After working for two years with Mozilla, the most popular internet browser and open source software company, CEO Gary Kovacs will step down from its position.
The Mountain View-software company is a non-profit firm but has a for-profit arm said in a blog post that Gary Kovacs steps down but will stay on the board.
Mr. Kovacs started working with Mozilla in October 2010, succeeding and continuing the efforts of the former CEO John Lilly, who also stepped down from its position to join the Greylock Partners. Gary Kovacs already had a good background with mobile platforms before becoming the CEO. He was also an executive in Adobe and Sybase.
With his knowledge in the mobile platform, he helped Mozilla toward mobile operating system and headed the company with several commercial partnerships such as Samsung and other companies.
Also in the blog post, aside from Gary Kovacs’s step down, they also stated some changes in the staff such as Mitchell Baker becoming the Executive Chair, Jay Sullivan becoming the COO, Li Gong, the president of Asia operations, becoming the SVP of mobile devices, and Harvey Anderson becoming the SVP of legal affairs.
The webOS software found a new home.
The famous webOS software of Hewlett-Packard is already sold to LG Electronics, a South Korean electronics company.
On Monday, the deal was announced by HP, which has gotten the company off of the centerpiece of its unfortunate purchase of $1.8 billion for Palm Inc. three years ago.
In 2011, HP used webOS as the facilitator into the tablet computer and smartphone market as well. However, the company immediately got rid of the mobile devices that runs on the software along with the failing revenues. As a result, HP decided to stop the development of the webOS for its own products and to give away the principal technology as open-source software for programmers everywhere in order to change for their personal necessities and prerequisites.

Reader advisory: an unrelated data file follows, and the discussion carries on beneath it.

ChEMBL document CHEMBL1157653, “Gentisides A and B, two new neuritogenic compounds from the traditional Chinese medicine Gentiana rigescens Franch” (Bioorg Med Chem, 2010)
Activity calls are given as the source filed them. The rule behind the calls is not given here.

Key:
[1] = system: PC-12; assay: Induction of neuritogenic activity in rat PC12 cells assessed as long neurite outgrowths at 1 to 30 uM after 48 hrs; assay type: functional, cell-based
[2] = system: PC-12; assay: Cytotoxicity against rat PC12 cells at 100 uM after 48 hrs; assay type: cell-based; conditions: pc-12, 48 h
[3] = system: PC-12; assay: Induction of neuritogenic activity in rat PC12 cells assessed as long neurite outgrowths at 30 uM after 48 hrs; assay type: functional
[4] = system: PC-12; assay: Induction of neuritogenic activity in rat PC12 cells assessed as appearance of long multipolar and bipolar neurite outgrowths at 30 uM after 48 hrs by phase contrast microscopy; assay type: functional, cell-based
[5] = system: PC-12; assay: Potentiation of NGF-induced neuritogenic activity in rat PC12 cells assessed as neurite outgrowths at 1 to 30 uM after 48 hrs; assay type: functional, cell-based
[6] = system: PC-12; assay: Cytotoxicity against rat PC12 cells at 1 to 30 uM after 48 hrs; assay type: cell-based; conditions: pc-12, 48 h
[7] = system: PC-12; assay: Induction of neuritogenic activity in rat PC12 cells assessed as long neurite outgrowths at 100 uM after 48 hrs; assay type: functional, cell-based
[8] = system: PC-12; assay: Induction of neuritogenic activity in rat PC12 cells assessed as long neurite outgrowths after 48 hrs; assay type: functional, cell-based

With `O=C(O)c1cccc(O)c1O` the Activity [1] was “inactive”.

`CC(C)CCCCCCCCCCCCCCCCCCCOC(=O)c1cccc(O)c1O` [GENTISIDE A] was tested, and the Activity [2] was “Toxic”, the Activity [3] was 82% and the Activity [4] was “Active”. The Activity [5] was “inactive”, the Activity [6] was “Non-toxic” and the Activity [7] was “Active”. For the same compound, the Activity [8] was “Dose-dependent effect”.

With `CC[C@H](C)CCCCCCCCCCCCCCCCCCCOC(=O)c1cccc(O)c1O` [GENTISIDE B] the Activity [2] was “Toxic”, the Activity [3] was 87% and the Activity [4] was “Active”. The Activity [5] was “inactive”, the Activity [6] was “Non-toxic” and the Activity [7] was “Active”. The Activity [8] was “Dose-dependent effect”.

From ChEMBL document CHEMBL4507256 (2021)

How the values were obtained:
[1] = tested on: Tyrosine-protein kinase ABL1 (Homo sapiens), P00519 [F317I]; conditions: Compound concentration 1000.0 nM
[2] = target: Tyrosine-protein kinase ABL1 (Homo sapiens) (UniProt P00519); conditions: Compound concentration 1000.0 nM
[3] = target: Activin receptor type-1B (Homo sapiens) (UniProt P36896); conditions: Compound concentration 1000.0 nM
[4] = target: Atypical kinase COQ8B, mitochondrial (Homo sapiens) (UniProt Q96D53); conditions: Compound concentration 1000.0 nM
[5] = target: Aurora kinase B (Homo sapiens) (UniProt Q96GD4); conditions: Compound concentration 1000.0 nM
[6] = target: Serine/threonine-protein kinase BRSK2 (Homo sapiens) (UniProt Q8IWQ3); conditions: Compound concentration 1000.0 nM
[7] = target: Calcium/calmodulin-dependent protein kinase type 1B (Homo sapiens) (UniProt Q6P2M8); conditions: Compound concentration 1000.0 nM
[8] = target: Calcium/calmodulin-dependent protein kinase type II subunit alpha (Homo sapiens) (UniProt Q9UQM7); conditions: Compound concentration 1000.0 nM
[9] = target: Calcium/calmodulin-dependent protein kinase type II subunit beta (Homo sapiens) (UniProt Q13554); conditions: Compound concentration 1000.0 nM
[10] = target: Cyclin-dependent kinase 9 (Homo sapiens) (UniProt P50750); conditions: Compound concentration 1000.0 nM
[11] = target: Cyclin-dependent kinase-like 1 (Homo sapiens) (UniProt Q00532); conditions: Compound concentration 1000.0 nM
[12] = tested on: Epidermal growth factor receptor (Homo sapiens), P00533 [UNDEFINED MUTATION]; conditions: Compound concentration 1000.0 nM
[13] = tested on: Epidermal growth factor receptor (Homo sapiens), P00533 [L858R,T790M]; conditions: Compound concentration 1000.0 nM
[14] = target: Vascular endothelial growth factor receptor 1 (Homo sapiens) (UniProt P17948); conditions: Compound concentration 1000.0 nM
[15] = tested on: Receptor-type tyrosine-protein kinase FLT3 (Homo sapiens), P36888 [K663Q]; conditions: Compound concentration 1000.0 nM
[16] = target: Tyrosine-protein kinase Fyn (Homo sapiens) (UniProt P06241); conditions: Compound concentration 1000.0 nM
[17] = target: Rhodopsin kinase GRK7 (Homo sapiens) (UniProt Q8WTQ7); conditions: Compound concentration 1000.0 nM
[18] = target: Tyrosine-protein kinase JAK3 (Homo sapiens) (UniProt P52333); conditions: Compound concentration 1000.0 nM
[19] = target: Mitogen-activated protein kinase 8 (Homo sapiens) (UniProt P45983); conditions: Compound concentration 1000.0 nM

On the other hand, LG Electronics has larger plans for the software. Primarily, the webOS will be combined with a new line of Internet-connected televisions from the company. If this event becomes successful, then LG will consider selling household appliances and other gadgets running on webOS. The main concept of LG is to create a so-called “smart” home.
Moreover, along with the commitment of LG to webOS, the team of engineers who had been working on the software for HP will also be acquired by the company. However, it is not known if LG will also take over of the team’s offices or will move them to other locations.
Hewlett-Packard’s stocks recently dropped thirteen cents to close at $19.07.